On the role of the newspaper in 2017

Some very upset people came into the office not too long ago

What they were upset about isn’t important in the context of this article -- what is important is how they approached the subject.

They started by informing me that no one, and they meant absolutely no one, gets their news from the newspaper any more. Everything anyone needs to know about is right there on the web. This is 2016, they said, and the local newspaper is already dead but just doesn’t know it.

They then asked if we (a newspaper) could write or post an article on what they were upset about. They were quite adamant about that because they wanted to get the news out to as many people as possible. The disconnect between their initial anti-newspaper sentiments and their request never seemed to sink in.

I remember letting out a sigh.

But as we enter into 2017 it is important to look at what newspapers actually accomplish.

All of us, over this past year, had ringside seats to the debacle that was the U.S. Election and the role that media had in it. Facts didn’t seem to matter any more. Every day newspapers were pointing out misogynistic, racist, and downright lies that were coming directly from the mouth of the man who would become the President Elect. None of that had any effect. People looking to ditch the establishment voted in a rich, white male who has made a career out of screwing over the little guy and news agencies wondered if anything they did could have made a difference.

What did make a difference was fake news over Facebook newsfeeds. While fake news isn’t new, (National Enquirer anyone?), algorithms that know what you like and dislike, and cater what fake news to send to your Facebook feed, is a relatively new thing. This was proven to be a factor in electing a troll as the leader of the most powerful country on the planet. Other factors are summed up nicely in the movie Idiocracy.

So of course news agencies are doing some serious soul-searching and head-scratching. We live in a world where the Oxford Dictionary has named ‘Post-Truth’ as the word of the year. What does the media do when it seems like the planet doesn’t want to know what is really going on and prefers to live in cloistered echo chambers? Where does that leave us, the scrambling scribes who make a living off of the news?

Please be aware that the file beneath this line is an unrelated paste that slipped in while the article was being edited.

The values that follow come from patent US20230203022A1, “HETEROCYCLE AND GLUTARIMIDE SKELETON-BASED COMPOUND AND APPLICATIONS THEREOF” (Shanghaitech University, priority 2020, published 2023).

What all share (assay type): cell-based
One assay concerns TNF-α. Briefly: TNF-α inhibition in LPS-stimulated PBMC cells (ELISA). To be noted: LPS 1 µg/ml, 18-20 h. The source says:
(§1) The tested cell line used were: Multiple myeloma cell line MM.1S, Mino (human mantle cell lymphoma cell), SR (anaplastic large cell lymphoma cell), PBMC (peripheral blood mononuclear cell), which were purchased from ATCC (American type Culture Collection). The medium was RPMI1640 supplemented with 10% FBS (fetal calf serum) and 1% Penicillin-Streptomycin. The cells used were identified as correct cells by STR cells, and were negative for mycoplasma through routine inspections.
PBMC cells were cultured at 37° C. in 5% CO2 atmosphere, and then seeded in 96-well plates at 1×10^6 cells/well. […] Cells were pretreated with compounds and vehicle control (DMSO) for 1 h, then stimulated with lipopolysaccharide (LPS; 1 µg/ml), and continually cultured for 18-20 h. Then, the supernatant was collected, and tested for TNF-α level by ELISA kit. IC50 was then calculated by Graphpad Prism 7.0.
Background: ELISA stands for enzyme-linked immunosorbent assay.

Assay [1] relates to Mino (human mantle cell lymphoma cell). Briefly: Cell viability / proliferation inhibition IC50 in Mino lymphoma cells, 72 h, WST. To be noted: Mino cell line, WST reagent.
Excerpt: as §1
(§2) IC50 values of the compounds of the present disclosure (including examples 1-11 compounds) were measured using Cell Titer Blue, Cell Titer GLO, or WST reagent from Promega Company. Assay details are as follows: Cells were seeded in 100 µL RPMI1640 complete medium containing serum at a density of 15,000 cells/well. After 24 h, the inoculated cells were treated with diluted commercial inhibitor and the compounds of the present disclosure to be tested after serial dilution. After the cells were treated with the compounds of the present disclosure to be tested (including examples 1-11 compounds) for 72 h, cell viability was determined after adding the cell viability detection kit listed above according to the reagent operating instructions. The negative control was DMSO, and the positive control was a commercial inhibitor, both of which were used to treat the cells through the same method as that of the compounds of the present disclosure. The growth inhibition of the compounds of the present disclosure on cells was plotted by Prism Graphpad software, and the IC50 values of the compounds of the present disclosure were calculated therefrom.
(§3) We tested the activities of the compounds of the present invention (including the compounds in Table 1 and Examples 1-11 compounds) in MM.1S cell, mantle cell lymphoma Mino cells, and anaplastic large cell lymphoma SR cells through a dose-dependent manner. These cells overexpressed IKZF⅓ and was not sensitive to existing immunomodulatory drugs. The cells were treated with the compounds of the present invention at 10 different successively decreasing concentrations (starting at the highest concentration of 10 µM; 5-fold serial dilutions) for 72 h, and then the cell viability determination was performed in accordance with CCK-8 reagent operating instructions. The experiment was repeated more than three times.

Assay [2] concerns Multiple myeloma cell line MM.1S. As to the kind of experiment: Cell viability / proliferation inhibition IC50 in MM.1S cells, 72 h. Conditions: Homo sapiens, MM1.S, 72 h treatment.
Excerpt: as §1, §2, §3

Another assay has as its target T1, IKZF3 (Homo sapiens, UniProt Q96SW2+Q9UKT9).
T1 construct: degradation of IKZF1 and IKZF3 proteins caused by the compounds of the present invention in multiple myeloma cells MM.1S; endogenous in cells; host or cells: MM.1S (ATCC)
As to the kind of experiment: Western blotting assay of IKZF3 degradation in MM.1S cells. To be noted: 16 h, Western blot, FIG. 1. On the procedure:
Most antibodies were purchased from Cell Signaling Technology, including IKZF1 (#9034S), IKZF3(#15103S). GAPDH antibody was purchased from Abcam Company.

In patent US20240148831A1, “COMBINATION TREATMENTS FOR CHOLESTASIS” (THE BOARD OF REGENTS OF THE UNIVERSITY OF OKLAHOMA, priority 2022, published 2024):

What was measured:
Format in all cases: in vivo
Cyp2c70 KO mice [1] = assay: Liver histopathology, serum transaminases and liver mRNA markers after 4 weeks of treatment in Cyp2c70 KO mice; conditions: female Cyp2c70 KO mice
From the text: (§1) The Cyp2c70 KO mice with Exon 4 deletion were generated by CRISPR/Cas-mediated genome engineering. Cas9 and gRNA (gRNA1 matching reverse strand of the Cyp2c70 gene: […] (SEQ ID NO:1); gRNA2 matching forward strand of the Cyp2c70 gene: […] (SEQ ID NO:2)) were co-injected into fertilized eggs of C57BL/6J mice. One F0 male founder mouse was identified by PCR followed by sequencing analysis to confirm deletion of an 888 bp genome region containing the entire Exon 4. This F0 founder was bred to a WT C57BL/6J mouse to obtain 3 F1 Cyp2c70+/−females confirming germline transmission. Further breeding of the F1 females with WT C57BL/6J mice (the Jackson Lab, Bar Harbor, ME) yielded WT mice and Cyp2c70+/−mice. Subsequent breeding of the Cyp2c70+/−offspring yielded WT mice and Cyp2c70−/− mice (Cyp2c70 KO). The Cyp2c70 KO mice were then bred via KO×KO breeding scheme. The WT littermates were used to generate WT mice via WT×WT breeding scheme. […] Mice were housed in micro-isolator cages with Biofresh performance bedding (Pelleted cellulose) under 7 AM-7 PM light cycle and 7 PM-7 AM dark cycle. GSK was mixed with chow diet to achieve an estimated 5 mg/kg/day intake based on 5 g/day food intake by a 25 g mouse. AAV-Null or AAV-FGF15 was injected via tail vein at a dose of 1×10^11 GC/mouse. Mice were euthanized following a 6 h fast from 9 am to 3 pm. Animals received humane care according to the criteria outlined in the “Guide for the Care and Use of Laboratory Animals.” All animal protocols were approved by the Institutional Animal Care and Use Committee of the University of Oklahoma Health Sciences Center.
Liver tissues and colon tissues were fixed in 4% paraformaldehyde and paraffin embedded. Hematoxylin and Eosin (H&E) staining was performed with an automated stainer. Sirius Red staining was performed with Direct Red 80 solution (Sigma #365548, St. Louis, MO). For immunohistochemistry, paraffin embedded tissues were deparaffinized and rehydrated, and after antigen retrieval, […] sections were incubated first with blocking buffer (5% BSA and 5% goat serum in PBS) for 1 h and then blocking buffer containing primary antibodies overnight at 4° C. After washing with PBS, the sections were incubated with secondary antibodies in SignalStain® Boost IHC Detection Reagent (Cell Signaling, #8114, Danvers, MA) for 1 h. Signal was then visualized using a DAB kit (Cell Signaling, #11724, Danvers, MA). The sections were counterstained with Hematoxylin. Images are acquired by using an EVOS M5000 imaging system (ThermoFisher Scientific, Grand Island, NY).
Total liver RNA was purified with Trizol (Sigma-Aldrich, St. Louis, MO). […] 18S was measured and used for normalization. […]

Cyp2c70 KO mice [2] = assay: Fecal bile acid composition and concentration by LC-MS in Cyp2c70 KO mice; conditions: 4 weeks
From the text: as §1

Well that leaves us exactly where we have always been. Right here, covering what makes our small part of the world tick by reporting and by publishing stories written by the people who live here. After all, where do you think CBC or even the New York Times gets their stories from? Do you think they have millions of reporters scouring the countryside? Of course not. Any story that involves a rural community (like ours) starts with the local newspaper or radio station reporting on it. We exist to tell the ongoing history of our area and to share the voices of our community with each other. Sometimes these stories hit the national or international stage, but mostly we share them amongst ourselves. And unlike your Facebook feed, you may read something in your local newspaper that you don’t agree with or haven’t thought of. By reading those articles, you have expanded your horizons and grown as a person.

And there is reason for optimism for community newspapers in the coming year. It is no secret that for newspapers, the lion’s share of our revenue comes through advertising. Experts predicted the end of the print newspaper way back in 2004. That date was revised to 2010, then 2015. While some of the largest newspapers have closed or cut staff to the bone, community newspapers are still the first choice for local news.

The reason for this is there remains no better way to get a community’s stories or messages from local businesses straight into the hands of the people who live there.

So to all the people who read The Kootenay Advertiser, and to all the businesses that see the value of advertising in our medium, I thank you and wish you all joy and prosperity.

Happy New Year.

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